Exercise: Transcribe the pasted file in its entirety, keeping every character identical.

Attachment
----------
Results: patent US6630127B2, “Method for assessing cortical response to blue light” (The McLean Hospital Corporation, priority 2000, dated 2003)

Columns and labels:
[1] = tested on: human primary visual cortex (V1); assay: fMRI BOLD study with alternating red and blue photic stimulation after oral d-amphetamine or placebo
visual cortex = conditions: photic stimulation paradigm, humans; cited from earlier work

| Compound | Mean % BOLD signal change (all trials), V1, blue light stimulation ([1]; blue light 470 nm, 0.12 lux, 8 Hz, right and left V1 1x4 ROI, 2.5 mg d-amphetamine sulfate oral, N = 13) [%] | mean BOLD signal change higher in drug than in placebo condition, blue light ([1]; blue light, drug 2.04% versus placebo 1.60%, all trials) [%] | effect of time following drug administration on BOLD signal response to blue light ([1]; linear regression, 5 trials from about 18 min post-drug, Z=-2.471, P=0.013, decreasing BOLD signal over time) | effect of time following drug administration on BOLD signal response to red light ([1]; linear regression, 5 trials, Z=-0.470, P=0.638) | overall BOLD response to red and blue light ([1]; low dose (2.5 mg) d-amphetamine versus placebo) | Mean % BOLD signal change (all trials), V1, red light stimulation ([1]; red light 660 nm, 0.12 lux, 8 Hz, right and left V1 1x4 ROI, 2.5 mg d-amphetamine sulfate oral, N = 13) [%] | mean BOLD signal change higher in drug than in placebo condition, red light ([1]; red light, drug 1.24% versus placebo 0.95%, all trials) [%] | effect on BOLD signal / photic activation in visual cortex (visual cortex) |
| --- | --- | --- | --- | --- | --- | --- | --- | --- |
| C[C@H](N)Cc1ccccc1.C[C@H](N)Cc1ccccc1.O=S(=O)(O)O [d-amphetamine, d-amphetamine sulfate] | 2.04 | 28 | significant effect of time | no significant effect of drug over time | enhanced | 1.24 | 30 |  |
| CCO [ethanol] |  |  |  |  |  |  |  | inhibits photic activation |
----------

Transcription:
Results: patent US6630127B2, “Method for assessing cortical response to blue light” (The McLean Hospital Corporation, priority 2000, dated 2003)

Columns and labels:
[1] = tested on: human primary visual cortex (V1); assay: fMRI BOLD study with alternating red and blue photic stimulation after oral d-amphetamine or placebo
visual cortex = conditions: photic stimulation paradigm, humans; cited from earlier work

| Compound | Mean % BOLD signal change (all trials), V1, blue light stimulation ([1]; blue light 470 nm, 0.12 lux, 8 Hz, right and left V1 1x4 ROI, 2.5 mg d-amphetamine sulfate oral, N = 13) [%] | mean BOLD signal change higher in drug than in placebo condition, blue light ([1]; blue light, drug 2.04% versus placebo 1.60%, all trials) [%] | effect of time following drug administration on BOLD signal response to blue light ([1]; linear regression, 5 trials from about 18 min post-drug, Z=-2.471, P=0.013, decreasing BOLD signal over time) | effect of time following drug administration on BOLD signal response to red light ([1]; linear regression, 5 trials, Z=-0.470, P=0.638) | overall BOLD response to red and blue light ([1]; low dose (2.5 mg) d-amphetamine versus placebo) | Mean % BOLD signal change (all trials), V1, red light stimulation ([1]; red light 660 nm, 0.12 lux, 8 Hz, right and left V1 1x4 ROI, 2.5 mg d-amphetamine sulfate oral, N = 13) [%] | mean BOLD signal change higher in drug than in placebo condition, red light ([1]; red light, drug 1.24% versus placebo 0.95%, all trials) [%] | effect on BOLD signal / photic activation in visual cortex (visual cortex) |
| --- | --- | --- | --- | --- | --- | --- | --- | --- |
| C[C@H](N)Cc1ccccc1.C[C@H](N)Cc1ccccc1.O=S(=O)(O)O [d-amphetamine, d-amphetamine sulfate] | 2.04 | 28 | significant effect of time | no significant effect of drug over time | enhanced | 1.24 | 30 |  |
| CCO [ethanol] |  |  |  |  |  |  |  | inhibits photic activation |